VOA: Mr. Bushati, in the last few weeks you have started a new dialogue process with your Greek counterpart, Mr. Kotzias, to solve various issues between the two countries. Then, you came up with a joint statement emphasizing that essential steps have been made on perennial issues which are important to both sides.

Ditmir Bushati: We covered all the issues that date back from World War II to the present. I believe we are on a better path than we were. There will be another round in January, this time in Albania, where we will continue the discussions we have had, especially during the last meeting in Crete.

VOA: What are some of the essential steps and what are the issues to be discussed?

Ditmir Bushati: It was not an easy process, of course and still it is not. It takes time. Not all issues have the same complexity, and consequently, the solution provided to some of these issues may be more difficult. It is important that almost all issues have some sort of agreement which needs to be cleansed from our round table of bilateral issues, in the figurative sense. It is also necessary that discussion on these issues, the categorization of baskets on a theme that we have considered it in the past, be on the right track. But it cannot be said that today, there is an agreement for all kinds of issues that are at stake. This is why we are still careful in communicating with the public.

VOA: Mr. Bushati, what are, most specifically, some of the most difficult issues you are discussing with your Greek counterparts?

Ditmir Bushati: I believe that it is quite clear to the public that historical issues carry a certain sensibility to the parties, such as the issues related to the delimitation of the shelf and the exclusive economic zone. A better definition of the border regime, which must exist between Albania and Greece, is an issue that requires special attention from both sides.  We are working in this direction.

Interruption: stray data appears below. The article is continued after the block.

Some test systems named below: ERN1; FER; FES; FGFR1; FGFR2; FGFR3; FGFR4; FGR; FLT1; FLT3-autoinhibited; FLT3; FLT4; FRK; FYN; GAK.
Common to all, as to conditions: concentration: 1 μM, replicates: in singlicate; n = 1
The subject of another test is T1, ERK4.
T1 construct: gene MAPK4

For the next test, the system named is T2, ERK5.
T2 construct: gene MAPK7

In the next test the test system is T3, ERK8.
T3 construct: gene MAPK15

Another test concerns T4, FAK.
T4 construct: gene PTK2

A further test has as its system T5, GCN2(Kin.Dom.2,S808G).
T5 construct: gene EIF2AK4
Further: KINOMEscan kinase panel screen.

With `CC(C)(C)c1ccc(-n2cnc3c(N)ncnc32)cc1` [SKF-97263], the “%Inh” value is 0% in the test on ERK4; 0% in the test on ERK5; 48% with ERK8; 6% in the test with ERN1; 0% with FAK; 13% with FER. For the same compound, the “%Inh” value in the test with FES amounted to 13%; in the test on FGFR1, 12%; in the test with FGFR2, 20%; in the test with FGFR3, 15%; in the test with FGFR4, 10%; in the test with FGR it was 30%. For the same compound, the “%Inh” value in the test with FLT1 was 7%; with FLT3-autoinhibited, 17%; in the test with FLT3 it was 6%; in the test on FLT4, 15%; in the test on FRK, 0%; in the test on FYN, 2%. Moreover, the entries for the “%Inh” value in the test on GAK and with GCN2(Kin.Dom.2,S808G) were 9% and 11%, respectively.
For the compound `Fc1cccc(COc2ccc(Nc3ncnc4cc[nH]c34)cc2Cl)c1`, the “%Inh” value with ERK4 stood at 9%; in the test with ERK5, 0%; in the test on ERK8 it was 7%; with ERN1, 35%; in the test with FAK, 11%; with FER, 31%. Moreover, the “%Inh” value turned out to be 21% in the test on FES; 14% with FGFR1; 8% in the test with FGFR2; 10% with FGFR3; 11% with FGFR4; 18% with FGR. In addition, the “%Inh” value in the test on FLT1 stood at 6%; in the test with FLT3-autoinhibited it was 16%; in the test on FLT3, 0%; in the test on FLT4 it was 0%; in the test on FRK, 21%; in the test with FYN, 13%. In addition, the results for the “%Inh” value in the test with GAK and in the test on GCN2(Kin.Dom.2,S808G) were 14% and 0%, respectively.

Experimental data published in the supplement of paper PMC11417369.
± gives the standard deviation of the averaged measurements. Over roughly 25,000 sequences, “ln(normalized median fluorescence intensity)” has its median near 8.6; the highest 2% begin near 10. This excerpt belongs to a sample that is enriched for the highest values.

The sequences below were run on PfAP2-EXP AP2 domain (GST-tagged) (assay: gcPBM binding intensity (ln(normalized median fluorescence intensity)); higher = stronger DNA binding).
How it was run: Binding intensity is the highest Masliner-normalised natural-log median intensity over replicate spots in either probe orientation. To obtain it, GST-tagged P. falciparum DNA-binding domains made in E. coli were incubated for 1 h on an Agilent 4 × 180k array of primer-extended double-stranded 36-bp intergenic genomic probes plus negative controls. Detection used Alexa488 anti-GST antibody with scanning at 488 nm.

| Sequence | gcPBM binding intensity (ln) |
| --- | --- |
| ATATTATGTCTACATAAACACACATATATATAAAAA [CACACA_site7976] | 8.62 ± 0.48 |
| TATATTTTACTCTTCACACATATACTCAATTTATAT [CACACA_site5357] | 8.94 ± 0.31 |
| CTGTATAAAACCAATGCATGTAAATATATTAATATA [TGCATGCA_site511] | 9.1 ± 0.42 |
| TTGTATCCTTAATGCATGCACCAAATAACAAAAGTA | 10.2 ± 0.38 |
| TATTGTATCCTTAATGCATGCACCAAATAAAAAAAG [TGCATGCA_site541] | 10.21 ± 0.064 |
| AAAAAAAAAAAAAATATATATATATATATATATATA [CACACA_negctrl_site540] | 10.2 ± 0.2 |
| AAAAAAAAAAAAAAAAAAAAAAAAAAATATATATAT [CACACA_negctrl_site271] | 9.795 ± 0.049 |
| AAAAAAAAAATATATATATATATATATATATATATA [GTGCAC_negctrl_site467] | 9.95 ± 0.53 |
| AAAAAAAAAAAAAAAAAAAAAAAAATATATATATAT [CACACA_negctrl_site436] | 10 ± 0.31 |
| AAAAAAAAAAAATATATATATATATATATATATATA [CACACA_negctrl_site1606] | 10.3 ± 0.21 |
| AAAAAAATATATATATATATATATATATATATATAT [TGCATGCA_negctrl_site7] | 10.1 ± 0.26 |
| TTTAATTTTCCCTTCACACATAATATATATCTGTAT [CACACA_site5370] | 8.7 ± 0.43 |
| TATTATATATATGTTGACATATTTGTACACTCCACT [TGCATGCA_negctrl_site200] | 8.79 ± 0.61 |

VOA: Mr. Bushati, let's draw attention to economic diplomacy. In terms of corruption in Albania, the property issue has not been resolved yet. What measures can be taken to attract investors, and even keep them? There are many cases when investors come to invest in Albania, but they leave because they encounter these unresolved obstacles.

Ditmir Bushati: First, it is not my intention to provide a reality that does not exist. However I must say that corruption is not a mere phenomenon of transition societies, such as the Albanian society, and countries are measured by how they fight it. There are indicators. One is international transparency, in which Albania has made progress in recent years. Another one, to assess the business climate, is the World Bank’s “Doing Business” report, with which Albania has also made some progress in recent years. Is this the reality we would like to be in and are we satisfied with this? Of course we are not happy; but I can tell you that in Albania, there are people who come to invest. The Diaspora comes and invests in Albania and brings a new entrepreneurship culture, as there may have been cases where people have faced obstacles or bureaucracy, or even corruption. That is why Albanians, gave us this June, a clear mandate to fight these phenomena more firmly.